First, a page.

I recently covered what for many people is a key retirement myth — that you can survive on the State Pension alone. Here are three other myths that frequently send people on the wrong path.
I’ll need less money when I’m retired
You may well need to spend less on certain things, like commuting and other work-related costs. But do you really think having a whole load more leisure hours to fill with all those things you never had time to do when you were working will need less money rather than more? That’s true if all you intend to do is sit around the house watching the telly. But don’t you want more than that?
Most retired folk I know are fitting hobbies and interests into their hours. Off the top of my head, I can think of one friend who’s restarting his model railway interest (and investing a fair bit more money into it), one who’s doing a lot more fishing (which costs more in tickets, travel, baits, and equipment) and one who’s enjoying putting spare cash into animal welfare.
For me, I want to continue with my love of travel. And even though I approach it with a very modest budget, spending more days on the road will require more than my State Pension.
I don’t need to worry about retirement until I’m older
The first idiot I ever heard this one from was… me. It was 1984, I’d moved on from my first job and had the option of transferring my modest pension contributions or taking the cash. I’d never had much to spend, so I took the cash. It was around £1,000, and I’ve long forgotten what I spent it on.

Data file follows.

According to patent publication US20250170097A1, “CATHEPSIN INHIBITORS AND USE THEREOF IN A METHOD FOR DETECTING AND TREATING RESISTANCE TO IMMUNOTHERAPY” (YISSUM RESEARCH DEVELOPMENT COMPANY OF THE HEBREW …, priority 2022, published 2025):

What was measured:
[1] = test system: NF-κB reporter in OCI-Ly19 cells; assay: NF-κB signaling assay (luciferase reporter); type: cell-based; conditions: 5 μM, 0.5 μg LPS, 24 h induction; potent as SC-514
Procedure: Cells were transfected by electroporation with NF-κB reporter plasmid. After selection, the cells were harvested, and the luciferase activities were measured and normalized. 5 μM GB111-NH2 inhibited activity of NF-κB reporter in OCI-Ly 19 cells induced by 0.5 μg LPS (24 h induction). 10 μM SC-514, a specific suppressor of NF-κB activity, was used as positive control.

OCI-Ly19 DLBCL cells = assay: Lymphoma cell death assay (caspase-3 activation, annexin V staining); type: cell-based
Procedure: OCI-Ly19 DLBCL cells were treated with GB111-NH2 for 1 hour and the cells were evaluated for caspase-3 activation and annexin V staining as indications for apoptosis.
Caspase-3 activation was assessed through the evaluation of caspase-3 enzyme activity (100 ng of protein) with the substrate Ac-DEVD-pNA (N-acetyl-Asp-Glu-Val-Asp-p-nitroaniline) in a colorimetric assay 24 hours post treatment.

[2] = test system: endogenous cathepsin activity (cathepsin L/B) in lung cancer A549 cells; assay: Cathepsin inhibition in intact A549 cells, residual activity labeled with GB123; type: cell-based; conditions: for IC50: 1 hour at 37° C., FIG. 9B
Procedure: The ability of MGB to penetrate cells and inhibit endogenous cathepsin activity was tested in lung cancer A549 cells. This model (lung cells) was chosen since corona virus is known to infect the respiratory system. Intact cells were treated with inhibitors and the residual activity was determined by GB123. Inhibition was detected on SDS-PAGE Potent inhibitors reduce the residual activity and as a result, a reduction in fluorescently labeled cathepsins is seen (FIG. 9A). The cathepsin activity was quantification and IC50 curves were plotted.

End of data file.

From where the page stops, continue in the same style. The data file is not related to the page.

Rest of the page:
But supposed I’d left it invested for my retirement, and been able to achieve an average 6% annual return (which seems about right for the long-term UK stock market). Today, 35 years on, that grand would have grown into approximately £7,700. And if I’d managed 8%, I’d have almost doubled that to £14,800.
The thing is, thanks to the miracle of compounding, money invested early ends up being worth a lot more than money invested later — and a decade of investing when you’re in your 20s can grow to a much bigger sum than a decade of doing the same in your 40s.
It’s too late to make any difference
When faced with the potential consequences of not having thought about their retirement when they were younger and could have been stashing away modest sums every month to grow into a handsome retirement pot, some just throw up their hands and think “It’s too late to do anything now.”
Well, it isn’t. It’s never too late. While a decade of investing later in life might not achieve the same as an earlier decade, it can still add a significant amount to your retirement funds.
Got 10 years to go before you plan to retire? Can you afford to cut back on your daily expenditure now and invest £500 of your monthly income in shares? £500 per month invested at an annual return of 6% would grow to more than £80,000 in 10 years, and wouldn’t you like to have that as a retirement bonus?
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Views expressed in this article are those of the writer and therefore may differ from the official recommendations we make in our subscription services such as Share Advisor, Hidden Winners and Pro. Here at The Motley Fool we believe that considering a diverse range of insights makes us better investors.